Rich T. noted that in the past there hasn’t been a significant relationship between rates and pricing:
There’s actually very little correlation between interest rates and home valuations, and if anything, homes have tended to get more expensive in rising rate environments (due to rising rates typically being accompanied by rising wages, as well as other external factors). However, I think that a sufficiently steep and abrupt rate rise could really hurt home prices.
But recall that I am more concerned with minimizing monthly payments than the purchase price. If rates rose enough to really impact prices, it’s likely that those higher rates would have affected monthly payments even more. So for a long-term, heavily leveraged purchase, the threat of rising rates is a reason to act sooner rather than later.
tj & the bear agrees, saying that this time it is different:
J6P now has no useful equity, which means any purchase has to be financed in it’s entirety. That puts pricing directly tied to income via the payment, which in turn is determined by rates. IMHO any significant rise in rates will have just as dramatic an effect pushing prices downward as the original drop in rates did in pushing prices skyward.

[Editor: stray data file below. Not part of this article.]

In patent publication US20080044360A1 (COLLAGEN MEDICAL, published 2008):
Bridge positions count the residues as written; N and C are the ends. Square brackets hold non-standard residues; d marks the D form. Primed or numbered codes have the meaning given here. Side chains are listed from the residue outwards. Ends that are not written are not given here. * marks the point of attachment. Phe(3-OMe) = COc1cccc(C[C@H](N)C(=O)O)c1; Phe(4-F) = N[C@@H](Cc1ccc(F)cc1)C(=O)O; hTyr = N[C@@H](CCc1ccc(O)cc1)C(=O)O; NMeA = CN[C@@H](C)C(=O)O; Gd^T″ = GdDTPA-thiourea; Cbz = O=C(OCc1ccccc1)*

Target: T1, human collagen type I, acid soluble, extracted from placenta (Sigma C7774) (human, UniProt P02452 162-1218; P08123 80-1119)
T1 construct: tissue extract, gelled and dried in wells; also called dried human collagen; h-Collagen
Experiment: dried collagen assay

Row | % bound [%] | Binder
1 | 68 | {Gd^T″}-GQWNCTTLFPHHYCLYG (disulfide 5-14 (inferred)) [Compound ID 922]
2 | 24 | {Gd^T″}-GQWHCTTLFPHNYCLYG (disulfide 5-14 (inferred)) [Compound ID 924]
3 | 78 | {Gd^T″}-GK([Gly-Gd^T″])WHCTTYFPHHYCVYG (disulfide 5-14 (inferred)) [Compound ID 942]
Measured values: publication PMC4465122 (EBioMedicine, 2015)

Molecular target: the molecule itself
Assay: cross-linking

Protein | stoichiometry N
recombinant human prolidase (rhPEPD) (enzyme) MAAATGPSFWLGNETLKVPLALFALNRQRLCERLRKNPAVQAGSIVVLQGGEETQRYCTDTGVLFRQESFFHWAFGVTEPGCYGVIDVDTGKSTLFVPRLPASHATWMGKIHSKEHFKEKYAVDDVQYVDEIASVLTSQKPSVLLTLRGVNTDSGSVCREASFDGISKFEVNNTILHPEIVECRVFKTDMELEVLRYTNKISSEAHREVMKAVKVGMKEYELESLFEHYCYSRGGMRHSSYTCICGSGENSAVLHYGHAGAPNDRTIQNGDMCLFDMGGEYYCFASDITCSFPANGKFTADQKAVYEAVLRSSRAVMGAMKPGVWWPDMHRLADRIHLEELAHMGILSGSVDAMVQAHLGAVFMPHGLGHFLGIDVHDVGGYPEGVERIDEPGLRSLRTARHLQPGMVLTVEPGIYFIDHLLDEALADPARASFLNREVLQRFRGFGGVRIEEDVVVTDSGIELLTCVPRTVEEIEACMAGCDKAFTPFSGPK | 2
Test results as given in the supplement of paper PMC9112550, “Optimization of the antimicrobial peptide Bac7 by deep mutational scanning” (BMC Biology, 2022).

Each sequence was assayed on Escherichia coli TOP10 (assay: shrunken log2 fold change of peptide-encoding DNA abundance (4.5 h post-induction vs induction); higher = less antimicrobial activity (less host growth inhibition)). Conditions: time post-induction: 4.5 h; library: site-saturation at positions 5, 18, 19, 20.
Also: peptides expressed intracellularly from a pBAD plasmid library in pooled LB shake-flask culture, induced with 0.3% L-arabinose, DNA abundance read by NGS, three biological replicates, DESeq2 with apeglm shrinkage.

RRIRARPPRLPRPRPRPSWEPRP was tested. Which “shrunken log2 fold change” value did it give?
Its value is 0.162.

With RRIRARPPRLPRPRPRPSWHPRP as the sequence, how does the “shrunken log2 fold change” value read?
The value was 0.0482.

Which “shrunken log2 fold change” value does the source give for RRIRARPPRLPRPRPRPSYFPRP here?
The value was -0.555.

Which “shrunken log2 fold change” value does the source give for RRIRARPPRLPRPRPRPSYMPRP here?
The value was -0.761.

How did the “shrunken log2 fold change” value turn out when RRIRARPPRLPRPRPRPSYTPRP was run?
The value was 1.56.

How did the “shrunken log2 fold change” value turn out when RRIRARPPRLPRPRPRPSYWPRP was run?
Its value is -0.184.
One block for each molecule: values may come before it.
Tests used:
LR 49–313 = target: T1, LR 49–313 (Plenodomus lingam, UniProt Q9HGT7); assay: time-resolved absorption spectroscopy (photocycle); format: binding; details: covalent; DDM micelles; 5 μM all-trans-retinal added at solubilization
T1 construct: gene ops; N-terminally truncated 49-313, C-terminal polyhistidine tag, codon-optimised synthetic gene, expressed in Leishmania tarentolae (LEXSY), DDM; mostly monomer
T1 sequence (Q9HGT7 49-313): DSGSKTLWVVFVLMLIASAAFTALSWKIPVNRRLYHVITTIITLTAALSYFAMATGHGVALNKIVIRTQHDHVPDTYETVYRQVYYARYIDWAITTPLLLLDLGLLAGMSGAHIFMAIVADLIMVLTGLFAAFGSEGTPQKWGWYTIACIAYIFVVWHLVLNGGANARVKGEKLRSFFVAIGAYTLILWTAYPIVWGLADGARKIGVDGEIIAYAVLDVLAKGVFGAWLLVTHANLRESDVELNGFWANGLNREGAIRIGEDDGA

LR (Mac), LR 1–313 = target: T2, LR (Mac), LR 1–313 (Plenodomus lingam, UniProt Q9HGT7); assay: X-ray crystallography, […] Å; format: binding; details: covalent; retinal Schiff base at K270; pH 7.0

The FedGov has thwarted previous bear campaigns with the various can-kicking devices in support of big banking, would they let interest rates get away from them?
Last week the Fed stated that they plan to keep rates low through the end of 2014.
If something went crazy and mortgage rates did start rising, they would have to go up more than 1% to alarm home buyers. Purchases of homes at an effective rate of 50% off with inflation will still be attractive.
But let’s imagine that rates did hit 5% or higher – what would sellers do?
Let’s examine who is selling today. Short sales and REO listings only comprise 10% of today’s NSDCC detached inventory for sale. The rest are probably split between long-termers with substantial equity and those looking to get out with enough for a steak dinner.
If prices went down, those with little or no equity would just stop making payments – then it would be up to the TBTF banks to decide whether they want to cause a foreclosure tsunami, or let the defaulters ride for free as long as they mow the lawn. You can guess which path they’ll take.
The long-termers with substantial equity? One more notch down and forget it – they aren’t going to give them away!
The initial scramble to buy something – anything – once rates went up would be exciting, but short-lived. Fear/greed would overcome buyers who have been very patient, and they’d gladly get back on the fence in anticipation of plummeting prices.
Consider who the sellers would be – only those that need their equity to keep breathing. The FedGovBigBank troika will take care of the rest.
If mortgage rates start rising, it’ll likely cause fewer and fewer sales. There is probably enough organic demand who will keep buying with cash or big down payments to have pricing look statistically flat or lower. But if there are few houses to buy, who cares.